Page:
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Arne Swabeck

A.F.L. and Union Unity

The Stalinist Policies Fail to Meet the Test of the Situation

(December 1932)

From The Militant, Vol. V No. 51, 31 December 1932, pp. 1 & 3.
Transcribed & marked up by Einde O’Callaghan for the Encyclopaedia of Trotskyism On-Line (ETOL).

In viewing the relationship of the revolutionary party to the trade union movement in the light of the events at the recent American Federation of Labor Convention, one specific feature stands out strikingly. And for the thinking worker there should be little difficulty in drawing a conclusion. We have, for some time, been faced with an unemployment situation pressing so acutely upon the working class that the Green bureaucracy found itself compelled to execute a change of front. The A.F. of L. became committed, though so far only on paper, to the important measures of unemployment insurance and the six-hour work day without reduction of pay. Yet the revolutionary party bad no direct influence in producing this change.

The best proof of this fact is furnished by the party’s own actions There assembled in Cincinnati, at the same time as the A.F. of L. gathering, a rank and file convention for unemployment insurance. It was sponsored by the official party, but, of course, without any apparent formal connection. It had up to 200 delegates in attendance, a few of them officially elected by A.F. of L. union locals. Its purpose was, as indicated by its name, to fight for unemployment insurance, to focus attention upon this issue alongside of the A.F. of L. convention, to expose the A.F. of L. stand and to serve as the true expression of the trade unions on this issue.

Yes, the party leadership had actually come down from its lofty perch of the third period dogma, from the “revolutionary upsurge of the American workers” – to speak to the A.F. of L. about unemployment insurance. From an adventurist position which had no foundation in reality to dragging entirely at the rear of events. This is the sum and substance of its recent course. But before the rank and file convention had even gathered, the hidebound reactionaries of the A.F. of L. had already framed their insurance policy and, in addition, made ready for the six-hour day proposal. The rank and file convention therefore became entirely overshadowed by the A.F. of L. action. It exposed primarily its own backwardness.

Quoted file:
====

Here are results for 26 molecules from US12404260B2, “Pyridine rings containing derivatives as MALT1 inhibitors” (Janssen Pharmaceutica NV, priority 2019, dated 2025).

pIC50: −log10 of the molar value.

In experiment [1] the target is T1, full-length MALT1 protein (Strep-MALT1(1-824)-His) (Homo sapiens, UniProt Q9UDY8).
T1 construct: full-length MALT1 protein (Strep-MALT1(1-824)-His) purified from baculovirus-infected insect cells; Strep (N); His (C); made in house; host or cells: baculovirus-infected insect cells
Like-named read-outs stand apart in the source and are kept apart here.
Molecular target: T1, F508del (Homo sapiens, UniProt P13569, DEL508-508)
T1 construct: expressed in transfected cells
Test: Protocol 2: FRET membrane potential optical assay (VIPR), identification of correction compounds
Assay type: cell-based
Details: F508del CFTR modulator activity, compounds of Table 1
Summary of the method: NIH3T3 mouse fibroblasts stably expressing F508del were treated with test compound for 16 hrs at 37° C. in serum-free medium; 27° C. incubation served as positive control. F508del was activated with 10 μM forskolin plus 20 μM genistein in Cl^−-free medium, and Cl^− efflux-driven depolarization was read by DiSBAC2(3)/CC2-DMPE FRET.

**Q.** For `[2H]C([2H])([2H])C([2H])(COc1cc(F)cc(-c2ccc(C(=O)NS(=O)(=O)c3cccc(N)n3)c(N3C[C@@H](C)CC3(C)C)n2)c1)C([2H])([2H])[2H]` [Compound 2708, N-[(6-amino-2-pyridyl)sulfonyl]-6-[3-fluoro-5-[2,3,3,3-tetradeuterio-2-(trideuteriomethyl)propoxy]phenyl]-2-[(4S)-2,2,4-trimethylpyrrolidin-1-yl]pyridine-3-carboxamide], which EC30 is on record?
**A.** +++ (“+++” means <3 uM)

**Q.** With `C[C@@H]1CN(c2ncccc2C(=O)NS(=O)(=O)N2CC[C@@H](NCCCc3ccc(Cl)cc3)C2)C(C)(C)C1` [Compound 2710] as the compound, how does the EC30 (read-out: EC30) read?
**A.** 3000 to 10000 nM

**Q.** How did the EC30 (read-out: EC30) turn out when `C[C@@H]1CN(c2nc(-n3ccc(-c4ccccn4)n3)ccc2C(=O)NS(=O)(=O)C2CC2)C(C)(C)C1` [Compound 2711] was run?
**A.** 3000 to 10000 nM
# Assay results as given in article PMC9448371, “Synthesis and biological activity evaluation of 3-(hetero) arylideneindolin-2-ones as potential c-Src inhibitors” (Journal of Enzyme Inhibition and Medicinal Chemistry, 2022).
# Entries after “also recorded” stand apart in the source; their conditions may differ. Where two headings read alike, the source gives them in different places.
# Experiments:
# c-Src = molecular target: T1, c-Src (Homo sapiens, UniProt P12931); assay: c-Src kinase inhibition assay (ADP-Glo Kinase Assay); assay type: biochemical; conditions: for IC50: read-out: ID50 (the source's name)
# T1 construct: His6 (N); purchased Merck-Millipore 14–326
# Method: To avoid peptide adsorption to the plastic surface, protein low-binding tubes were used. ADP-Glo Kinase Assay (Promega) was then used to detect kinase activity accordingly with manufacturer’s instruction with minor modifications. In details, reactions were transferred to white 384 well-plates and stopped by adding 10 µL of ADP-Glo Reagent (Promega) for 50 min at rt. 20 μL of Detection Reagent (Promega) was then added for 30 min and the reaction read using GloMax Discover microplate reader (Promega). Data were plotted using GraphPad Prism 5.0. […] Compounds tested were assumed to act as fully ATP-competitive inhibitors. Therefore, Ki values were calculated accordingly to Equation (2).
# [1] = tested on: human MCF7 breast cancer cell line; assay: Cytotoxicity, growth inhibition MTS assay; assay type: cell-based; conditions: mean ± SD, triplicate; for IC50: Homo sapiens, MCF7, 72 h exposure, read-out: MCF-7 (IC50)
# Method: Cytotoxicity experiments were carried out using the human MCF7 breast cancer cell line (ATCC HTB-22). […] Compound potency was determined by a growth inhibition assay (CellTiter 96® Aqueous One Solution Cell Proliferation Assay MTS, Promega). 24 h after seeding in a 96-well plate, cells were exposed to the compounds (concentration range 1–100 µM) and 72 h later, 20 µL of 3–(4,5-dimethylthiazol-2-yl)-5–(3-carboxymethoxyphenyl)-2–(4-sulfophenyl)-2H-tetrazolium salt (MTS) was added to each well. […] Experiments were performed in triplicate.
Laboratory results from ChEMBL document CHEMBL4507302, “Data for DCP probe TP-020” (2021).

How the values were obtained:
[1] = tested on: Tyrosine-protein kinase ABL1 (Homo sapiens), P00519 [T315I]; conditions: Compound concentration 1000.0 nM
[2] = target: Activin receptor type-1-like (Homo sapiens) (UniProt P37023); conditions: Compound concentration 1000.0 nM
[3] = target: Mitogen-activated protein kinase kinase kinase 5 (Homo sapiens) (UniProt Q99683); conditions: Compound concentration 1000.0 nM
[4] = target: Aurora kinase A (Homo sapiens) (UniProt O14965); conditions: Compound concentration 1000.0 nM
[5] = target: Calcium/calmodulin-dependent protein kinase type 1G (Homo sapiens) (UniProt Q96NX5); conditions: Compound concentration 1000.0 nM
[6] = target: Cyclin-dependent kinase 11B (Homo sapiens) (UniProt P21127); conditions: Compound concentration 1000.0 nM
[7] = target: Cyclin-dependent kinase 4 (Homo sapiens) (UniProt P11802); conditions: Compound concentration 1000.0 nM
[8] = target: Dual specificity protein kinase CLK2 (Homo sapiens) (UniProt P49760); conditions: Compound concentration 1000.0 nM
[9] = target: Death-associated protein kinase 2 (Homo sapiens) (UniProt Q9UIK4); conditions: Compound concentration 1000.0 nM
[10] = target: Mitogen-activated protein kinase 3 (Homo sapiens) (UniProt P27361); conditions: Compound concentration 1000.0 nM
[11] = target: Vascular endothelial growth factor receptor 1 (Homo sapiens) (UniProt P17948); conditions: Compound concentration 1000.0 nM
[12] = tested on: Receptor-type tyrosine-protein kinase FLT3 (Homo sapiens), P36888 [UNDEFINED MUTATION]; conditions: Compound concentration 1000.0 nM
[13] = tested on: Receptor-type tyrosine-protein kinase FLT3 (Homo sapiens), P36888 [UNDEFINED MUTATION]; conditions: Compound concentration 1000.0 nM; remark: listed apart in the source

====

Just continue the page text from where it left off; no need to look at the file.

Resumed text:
There is on the other hand, at least, a compensating feature in the fact that the A.F. of L. convention action has already served to influence the party views somewhat. Party speakers are beginning to use the term class collaboration unions instead of company unions. That marks an advance. Moreover, they will consider the advisability of the (six-hour day slogan and even state that it is necessary to pay attention to the question of trade union unity.

Will There Be a Change of Policy

In general the whole question of trade union policy, and in particular, the question of independent unions by splitting off minorities versus the issue of trade union unity is due for some serious attention by the Comintern and the various parties. That is not only indicated in the compelling force of developments of the class struggle but also in the shifting winds within the Comintern.

In Germany, for example, the official party has attained a mass basis. But it has, of course, pursued the Comintern policy of splitting the trade unions. The independent, “revolutionary” unions failed to attract the masses. Consequently the German delegation went to the fifth RILU congress with the slogan to “conquer Lozovsky but not to annihilate him”. They counted on the support of Piatnitzky. But that was before Stalin intervened. After that the idea of splitting and creating independent unions all along the line won out completely. One of the German delegates reproached Piatnitzky: “But comrade Piatnitzky you spoke yesterday in an entirely different vein.” Whereupon the latter answered laconically: “Yes, that was yesterday.”

But within the Comintern the turn toward the Right has since become more unmistakable. Many of the lesser bureaucrats, who want an end to the policy of trade union splits, are therefore again turning upon Lozovsky, not merely to conquer him, but also to annihilate him. The formula, by which he won them over in the past; that just as the revolutionary unions are schools for Communism so are the reformist unions schools for capitalism; that formula is now used as the noose with which to hang him and his policy. But such methods of change, of course, can not serve at all to educate the revolutionary cadres.

Should these shifting winds not fully succeed in affecting a change at this moment we may expect that the actual forces of class relations will soon exert a sufficiently strong pressure in that direction. We will not contend that the question of these independent, “revolutionary” unions and the liquidation of that kind of splitting policy is posed as acutely here as, for example, in Germany. Not at all. Nor do we attempt to draw a direct analogy. But we do contend that the increased speed of the class relations in motion compels much more serious consideration of this question than heretofore.

The Unorganized and the A.F. of L.

Such consideration involves primarily the question of attitude toward the two main problems: the organization of the unorganized and activity within the A.F. of L. Essentially the policy of organization of the unorganized adopted by the party in 1928, in the shaping of which we, who are today in the Left Opposition, had a considerable part, still remains correct. The potentialities in this field have not grown less today but nave rather increased That will be even more the case in the future period of rising struggles and therefore becomes decisive for our orientation. But this question cannot entirely await a future settlement; it demands a correct preparation today.